Tankesly alleges that the NWCX Defendants ordered Tankesly to leave the dining area on several occasions before he received his meal because Tankesly did not sign an unspecified document. (Id. at PageID 21.) He also alleges that Defendant Cole ordered diet line workers to remove food from his tray. (Id.)

         Tankesly seeks nominal, compensatory, and punitive damages from each Defendant, as well as declaratory and injunctive relief. (Id. at PageID 23.) He sues the Aramark Defendants in their official and individual capacities, (id. at PageID 20), but sues the NWCX Defendants in only their individual capacities (id. at PageID 23).

         The Court is required to screen prisoner complaints and to dismiss any complaint, or any portion thereof, if the complaint-

(1) is frivolous, malicious, or fails to state a claim upon which relief may be granted; or
(2) seeks monetary relief from a defendant who is immune from such relief.

28 U.S.C. § 1915A(b); see also 28 U.S.C. § 1915(e)(2)(B).

         In assessing whether the complaint in this case states a claim on which relief may be granted, the standards under Fed.R.Civ.P. 12(b)(6), as stated in Ashcroft v. Iqbal, 556 U.S. 662, 677-79 (2009), and in Bell Atlantic Corp. v. Twombly, 550 U.S. 544, 555-57 (2007), are applied. Hill v. Lappin, 630 F.3d 468, 470-71 (6th Cir. 2010). The Court accepts the complaint's “well-pleaded” factual allegations as true and then determines whether the allegations “plausibly suggest an entitlement to relief.'” Williams v. Curtin, 631 F.3d 380, 383 (6th Cir. 2011) (quoting Iqbal, 556 U.S. at 681). Conclusory allegations “are not entitled to the assumption of truth, ” and legal conclusions “must be supported by factual allegations.” Iqbal, 556 U.S. at 679. Although a complaint need only contain “a short and plain statement of the claim showing that the pleader is entitled to relief, ” Fed.R.Civ.P. 8(a)(2), Rule 8 nevertheless requires factual allegations to make a “‘showing,' rather than a blanket assertion, of entitlement to relief.” Twombly, 550 U.S. at 555 n.3.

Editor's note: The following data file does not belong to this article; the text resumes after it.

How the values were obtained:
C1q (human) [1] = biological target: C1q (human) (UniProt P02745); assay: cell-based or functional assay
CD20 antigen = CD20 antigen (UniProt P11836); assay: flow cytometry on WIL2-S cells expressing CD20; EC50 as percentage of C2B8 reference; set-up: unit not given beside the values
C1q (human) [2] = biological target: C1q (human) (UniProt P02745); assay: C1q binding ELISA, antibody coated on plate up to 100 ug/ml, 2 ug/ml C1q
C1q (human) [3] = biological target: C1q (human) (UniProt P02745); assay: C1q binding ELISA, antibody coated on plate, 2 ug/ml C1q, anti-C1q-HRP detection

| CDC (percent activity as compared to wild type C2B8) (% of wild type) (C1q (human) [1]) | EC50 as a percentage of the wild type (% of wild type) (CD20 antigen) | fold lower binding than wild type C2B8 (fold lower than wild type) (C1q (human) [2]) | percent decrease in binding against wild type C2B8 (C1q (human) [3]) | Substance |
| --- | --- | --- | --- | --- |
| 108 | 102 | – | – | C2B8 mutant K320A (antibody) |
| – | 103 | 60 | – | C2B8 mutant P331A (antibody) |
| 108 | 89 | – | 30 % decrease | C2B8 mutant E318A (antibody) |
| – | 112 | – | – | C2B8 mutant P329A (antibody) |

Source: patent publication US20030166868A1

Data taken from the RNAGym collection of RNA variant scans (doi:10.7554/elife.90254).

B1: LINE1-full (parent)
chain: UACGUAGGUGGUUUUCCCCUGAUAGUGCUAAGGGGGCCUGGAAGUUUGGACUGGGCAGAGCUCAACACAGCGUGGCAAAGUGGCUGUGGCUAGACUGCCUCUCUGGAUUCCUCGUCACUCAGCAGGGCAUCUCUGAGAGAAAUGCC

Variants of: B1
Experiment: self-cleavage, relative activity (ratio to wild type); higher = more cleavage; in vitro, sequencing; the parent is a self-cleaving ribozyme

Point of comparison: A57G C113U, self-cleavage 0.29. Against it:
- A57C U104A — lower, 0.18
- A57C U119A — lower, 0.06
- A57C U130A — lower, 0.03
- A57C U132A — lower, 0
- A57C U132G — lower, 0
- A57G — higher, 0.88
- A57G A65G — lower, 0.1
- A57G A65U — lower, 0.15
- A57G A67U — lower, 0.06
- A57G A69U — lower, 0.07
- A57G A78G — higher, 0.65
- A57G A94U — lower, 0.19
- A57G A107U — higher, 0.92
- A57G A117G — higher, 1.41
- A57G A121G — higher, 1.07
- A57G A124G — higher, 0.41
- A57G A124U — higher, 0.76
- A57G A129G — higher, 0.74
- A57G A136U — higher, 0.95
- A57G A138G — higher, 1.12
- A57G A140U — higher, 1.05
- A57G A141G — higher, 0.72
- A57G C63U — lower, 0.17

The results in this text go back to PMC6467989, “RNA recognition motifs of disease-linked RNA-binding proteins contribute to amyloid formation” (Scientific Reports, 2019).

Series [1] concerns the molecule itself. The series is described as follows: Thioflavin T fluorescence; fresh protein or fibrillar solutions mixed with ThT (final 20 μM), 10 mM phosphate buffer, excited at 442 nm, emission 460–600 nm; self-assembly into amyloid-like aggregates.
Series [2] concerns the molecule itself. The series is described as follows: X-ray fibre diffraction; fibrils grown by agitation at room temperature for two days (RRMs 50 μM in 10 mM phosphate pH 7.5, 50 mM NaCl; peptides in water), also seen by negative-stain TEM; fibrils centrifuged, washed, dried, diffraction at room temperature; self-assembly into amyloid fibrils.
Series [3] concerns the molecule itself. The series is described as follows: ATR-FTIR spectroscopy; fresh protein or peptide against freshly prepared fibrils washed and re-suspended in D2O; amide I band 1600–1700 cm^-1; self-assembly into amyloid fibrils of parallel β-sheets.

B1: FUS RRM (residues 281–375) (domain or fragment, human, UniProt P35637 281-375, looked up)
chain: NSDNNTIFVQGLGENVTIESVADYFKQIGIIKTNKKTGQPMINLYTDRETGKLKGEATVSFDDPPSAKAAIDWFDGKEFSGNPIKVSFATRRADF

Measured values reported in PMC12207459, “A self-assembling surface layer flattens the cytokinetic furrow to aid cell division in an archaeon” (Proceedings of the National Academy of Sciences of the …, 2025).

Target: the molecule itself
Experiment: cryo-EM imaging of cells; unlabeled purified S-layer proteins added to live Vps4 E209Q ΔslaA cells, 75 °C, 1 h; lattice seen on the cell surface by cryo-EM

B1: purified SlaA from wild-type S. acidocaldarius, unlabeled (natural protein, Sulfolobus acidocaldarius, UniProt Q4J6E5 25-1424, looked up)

“Pro se complaints are to be held ‘to less stringent standards than formal pleadings drafted by lawyers,' and should therefore be liberally construed.” Williams, 631 F.3d at 383 (quoting Martin v. Overton, 391 F.3d 710, 712 (6th Cir. 2004)). Pro se litigants, however, are not exempt from the requirements of the Federal Rules of Civil Procedure. Wells v. Brown, 891 F.2d 591, 594 (6th Cir. 1989); see also Brown v. Matauszak, 415 Fed.Appx. 608, 612, 613 (6th Cir. Jan. 31, 2011) (affirming dismissal of pro se complaint for failure to comply with “unique pleading requirements” and stating “a court cannot ...